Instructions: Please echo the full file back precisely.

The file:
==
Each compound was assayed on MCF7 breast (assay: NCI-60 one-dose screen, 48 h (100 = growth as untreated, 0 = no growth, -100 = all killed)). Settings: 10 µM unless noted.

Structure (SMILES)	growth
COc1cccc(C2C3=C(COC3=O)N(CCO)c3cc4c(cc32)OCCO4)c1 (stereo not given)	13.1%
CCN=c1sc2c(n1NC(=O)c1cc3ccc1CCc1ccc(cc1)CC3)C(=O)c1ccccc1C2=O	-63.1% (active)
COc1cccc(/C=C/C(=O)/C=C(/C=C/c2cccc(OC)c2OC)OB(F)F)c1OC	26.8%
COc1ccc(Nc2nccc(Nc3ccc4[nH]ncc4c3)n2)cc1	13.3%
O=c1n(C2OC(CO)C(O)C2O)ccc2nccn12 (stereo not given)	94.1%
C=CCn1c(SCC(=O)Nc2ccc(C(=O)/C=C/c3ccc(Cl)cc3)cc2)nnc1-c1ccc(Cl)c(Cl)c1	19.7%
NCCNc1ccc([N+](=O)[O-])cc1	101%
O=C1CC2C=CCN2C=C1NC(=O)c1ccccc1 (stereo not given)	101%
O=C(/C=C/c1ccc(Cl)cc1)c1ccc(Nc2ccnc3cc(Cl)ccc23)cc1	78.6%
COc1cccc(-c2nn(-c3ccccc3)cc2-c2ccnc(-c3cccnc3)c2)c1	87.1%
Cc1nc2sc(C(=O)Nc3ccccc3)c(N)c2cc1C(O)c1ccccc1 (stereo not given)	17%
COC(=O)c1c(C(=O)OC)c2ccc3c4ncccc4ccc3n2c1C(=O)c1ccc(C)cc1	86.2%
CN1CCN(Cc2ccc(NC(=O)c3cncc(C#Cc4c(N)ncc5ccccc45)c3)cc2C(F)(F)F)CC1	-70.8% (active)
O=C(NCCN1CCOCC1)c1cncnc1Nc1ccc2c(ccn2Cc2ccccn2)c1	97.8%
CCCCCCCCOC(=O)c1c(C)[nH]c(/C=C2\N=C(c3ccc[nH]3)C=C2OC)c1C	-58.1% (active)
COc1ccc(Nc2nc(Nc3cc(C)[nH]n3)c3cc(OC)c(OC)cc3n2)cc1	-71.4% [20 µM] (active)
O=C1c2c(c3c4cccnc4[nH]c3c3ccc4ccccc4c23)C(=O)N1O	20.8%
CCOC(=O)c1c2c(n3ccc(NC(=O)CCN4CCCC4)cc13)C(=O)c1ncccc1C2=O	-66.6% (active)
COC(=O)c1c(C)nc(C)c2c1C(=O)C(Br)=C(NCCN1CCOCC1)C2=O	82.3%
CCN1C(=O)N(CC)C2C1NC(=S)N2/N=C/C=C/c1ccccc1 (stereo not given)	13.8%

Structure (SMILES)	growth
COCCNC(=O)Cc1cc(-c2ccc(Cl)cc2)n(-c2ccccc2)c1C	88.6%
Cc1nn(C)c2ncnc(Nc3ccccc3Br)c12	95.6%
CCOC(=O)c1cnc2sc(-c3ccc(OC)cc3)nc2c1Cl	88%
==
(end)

Each compound was assayed on MCF7 breast (assay: NCI-60 one-dose screen, 48 h (100 = growth as untreated, 0 = no growth, -100 = all killed)). Settings: 10 µM unless noted.

Structure (SMILES)	growth
COc1cccc(C2C3=C(COC3=O)N(CCO)c3cc4c(cc32)OCCO4)c1 (stereo not given)	13.1%
CCN=c1sc2c(n1NC(=O)c1cc3ccc1CCc1ccc(cc1)CC3)C(=O)c1ccccc1C2=O	-63.1% (active)
COc1cccc(/C=C/C(=O)/C=C(/C=C/c2cccc(OC)c2OC)OB(F)F)c1OC	26.8%
COc1ccc(Nc2nccc(Nc3ccc4[nH]ncc4c3)n2)cc1	13.3%
O=c1n(C2OC(CO)C(O)C2O)ccc2nccn12 (stereo not given)	94.1%
C=CCn1c(SCC(=O)Nc2ccc(C(=O)/C=C/c3ccc(Cl)cc3)cc2)nnc1-c1ccc(Cl)c(Cl)c1	19.7%
NCCNc1ccc([N+](=O)[O-])cc1	101%
O=C1CC2C=CCN2C=C1NC(=O)c1ccccc1 (stereo not given)	101%
O=C(/C=C/c1ccc(Cl)cc1)c1ccc(Nc2ccnc3cc(Cl)ccc23)cc1	78.6%
COc1cccc(-c2nn(-c3ccccc3)cc2-c2ccnc(-c3cccnc3)c2)c1	87.1%
Cc1nc2sc(C(=O)Nc3ccccc3)c(N)c2cc1C(O)c1ccccc1 (stereo not given)	17%
COC(=O)c1c(C(=O)OC)c2ccc3c4ncccc4ccc3n2c1C(=O)c1ccc(C)cc1	86.2%
CN1CCN(Cc2ccc(NC(=O)c3cncc(C#Cc4c(N)ncc5ccccc45)c3)cc2C(F)(F)F)CC1	-70.8% (active)
O=C(NCCN1CCOCC1)c1cncnc1Nc1ccc2c(ccn2Cc2ccccn2)c1	97.8%
CCCCCCCCOC(=O)c1c(C)[nH]c(/C=C2\N=C(c3ccc[nH]3)C=C2OC)c1C	-58.1% (active)
COc1ccc(Nc2nc(Nc3cc(C)[nH]n3)c3cc(OC)c(OC)cc3n2)cc1	-71.4% [20 µM] (active)
O=C1c2c(c3c4cccnc4[nH]c3c3ccc4ccccc4c23)C(=O)N1O	20.8%
CCOC(=O)c1c2c(n3ccc(NC(=O)CCN4CCCC4)cc13)C(=O)c1ncccc1C2=O	-66.6% (active)
COC(=O)c1c(C)nc(C)c2c1C(=O)C(Br)=C(NCCN1CCOCC1)C2=O	82.3%
CCN1C(=O)N(CC)C2C1NC(=S)N2/N=C/C=C/c1ccccc1 (stereo not given)	13.8%

Structure (SMILES)	growth
COCCNC(=O)Cc1cc(-c2ccc(Cl)cc2)n(-c2ccccc2)c1C	88.6%
Cc1nn(C)c2ncnc(Nc3ccccc3Br)c12	95.6%
CCOC(=O)c1cnc2sc(-c3ccc(OC)cc3)nc2c1Cl	88%